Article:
neuropsychologist in 1983.
• His research discovered that school systems often focus
on a narrow range of intelligence that involves primarily
verbal/linguistic and logical/mathematical skills.
• He suggested that there are at least six other kinds of
intelligence that are important to fuller human
development and that almost everyone has available to
develop.
• These include, visual/spatial, bodily/kinaesthetic,
musical, interpersonal, naturalist and intrapersonal
intelligence.

Video: Multiple Intelligences
• Watch this video that explains Gardner’s
multiple intelligences.
• Then, in groups, share with each other which
one you feel best represents you personally.
• What have you now learned about one
another? Will this alter how you work together
in your group assignment?

3 Components of Human
Intelligence
• According to Gardner, human intelligence
comprises three components:
1. A set of skills that enables an individual to resolve
genuine problems encountered in their life.
2. The ability to create effective products or offer a
service that is of value in one’s culture.
3. The potential for finding or creating problems that
enables an individual to acquire new knowledge.

Implications of MI Theory
• Thus intelligence must be viewed in light of
the situation in which the person is occupied
i.e. how people develop skills important to
their life.
• Gardner argued that culture and environment
play a key role in determining success in
one’s life.
• He also argues that one’s intelligence can
change and grow over time.

Activity
Use the link below to obtain your personal
Multiple Intelligence score:
My Multiple Intelligence Test
Activity
• Form 8 groups based on your most dominant type
of intelligence.
• As a group decide on a famous person who you
think best encapsulates the same intelligence style
that you and your group members share.
• Then, a guessing game will begin. Your
classmates will try and guess your intelligence
style based on the famous person you’ve selected.

Learning Styles Theory
• Humans require divergent pathways to reach their
individual/group goals.
• One such pathway can include teaching/learning
strategies that work well with MI theory.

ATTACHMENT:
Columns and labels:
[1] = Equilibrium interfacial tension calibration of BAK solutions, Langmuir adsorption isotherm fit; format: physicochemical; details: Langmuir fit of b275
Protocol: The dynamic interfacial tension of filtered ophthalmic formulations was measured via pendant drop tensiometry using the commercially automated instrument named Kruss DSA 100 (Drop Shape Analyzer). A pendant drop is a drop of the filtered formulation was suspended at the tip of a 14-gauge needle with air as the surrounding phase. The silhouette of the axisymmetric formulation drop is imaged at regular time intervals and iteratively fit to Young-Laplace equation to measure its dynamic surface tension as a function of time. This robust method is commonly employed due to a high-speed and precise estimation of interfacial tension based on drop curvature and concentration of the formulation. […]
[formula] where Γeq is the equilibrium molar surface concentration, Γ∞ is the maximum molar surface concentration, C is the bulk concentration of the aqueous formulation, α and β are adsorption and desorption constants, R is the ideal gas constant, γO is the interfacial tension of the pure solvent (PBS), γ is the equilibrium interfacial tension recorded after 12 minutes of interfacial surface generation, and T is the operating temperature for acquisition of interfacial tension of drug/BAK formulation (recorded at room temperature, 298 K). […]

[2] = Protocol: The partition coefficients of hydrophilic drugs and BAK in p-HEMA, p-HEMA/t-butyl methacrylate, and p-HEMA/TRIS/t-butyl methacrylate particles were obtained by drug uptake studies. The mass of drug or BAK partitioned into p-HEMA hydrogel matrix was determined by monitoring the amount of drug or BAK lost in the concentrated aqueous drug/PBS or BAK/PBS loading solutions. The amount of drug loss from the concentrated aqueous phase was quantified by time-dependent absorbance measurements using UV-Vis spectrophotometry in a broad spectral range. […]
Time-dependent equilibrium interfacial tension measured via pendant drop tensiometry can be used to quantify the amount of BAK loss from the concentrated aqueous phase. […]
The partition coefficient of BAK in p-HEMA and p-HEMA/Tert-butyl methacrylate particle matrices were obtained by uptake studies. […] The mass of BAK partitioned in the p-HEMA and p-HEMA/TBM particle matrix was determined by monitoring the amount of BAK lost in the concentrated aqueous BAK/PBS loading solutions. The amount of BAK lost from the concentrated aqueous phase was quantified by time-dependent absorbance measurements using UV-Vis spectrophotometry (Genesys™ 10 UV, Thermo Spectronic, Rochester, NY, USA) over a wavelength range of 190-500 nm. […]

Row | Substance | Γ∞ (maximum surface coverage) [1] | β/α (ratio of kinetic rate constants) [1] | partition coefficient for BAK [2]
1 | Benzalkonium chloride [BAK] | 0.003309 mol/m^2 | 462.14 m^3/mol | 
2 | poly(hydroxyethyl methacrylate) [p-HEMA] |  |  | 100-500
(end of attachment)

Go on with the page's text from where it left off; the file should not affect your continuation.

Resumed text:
• VARK is an acronym for visual, aural, read/write,
and kinesthetic learning modalities.
• It is a tool that is easy to use and can give you
information on how to maximise your learning.

Activity
• What’s your learning style?
• Complete this test to find out;
http://vark-learn.com/the-varkquestionnaire/the-vark-questionnaire-for-younger-people/
… then …
• Form groups with others who share your learning style.
• As a group, teach the rest of the class something – anything –
in a 5-minute power training session.
• But here’s the trick: you can only use the other learning styles
as part of your training delivery.

Why is MI and Learning Styles
Relevant to Business Students?
• As global citizens in a global village, business
students need to gain attitudes and skills that
will enhance their success in the global
business environment such as:
– flexibility and adaptability
– intercultural communication
– collaboration skills
– a sense of urgency
– an ability to compete against, and collaborate
with, a global workforce

Intelligence in Global Business
• Global workers will need to become “versatilists”
rather than specialists according to Gartner Group
(one of the world’s leading consultancies).
• Versatilists are those who possess technological
and technical skills but can also handle many
types of assignments and work with people of
various disciplines.
• For example, people in the future won’t just need
technological and technical prowess, they will also
potentially need artistic and creative skills.

Intelligence and Leadership
• Traditional intelligence is also recognised as an important
characteristic of leaders.
• Schmidt and Hunter (1998) reported that intelligence is one of
the best predictors of general job performance.
• The intelligence–performance relationship is stronger for
complex jobs as typically leaders are responsible for complex
tasks such as developing strategies, solving problems,
motivating employees and monitoring the environment.
• But emotional intelligence is just as important – if not more
important – than traditional IQ. And that’s what you’ll learn
more about in next week’s workshop.

Summary
• Appreciate the historical evolution of research on
intelligence.
• Understand the eight different intelligences.
• Understand the various learning styles.
• Reflect on the relevance of MI and learning styles for
globalised work environments.
• Next week, we shall explore Emotional Intelligence.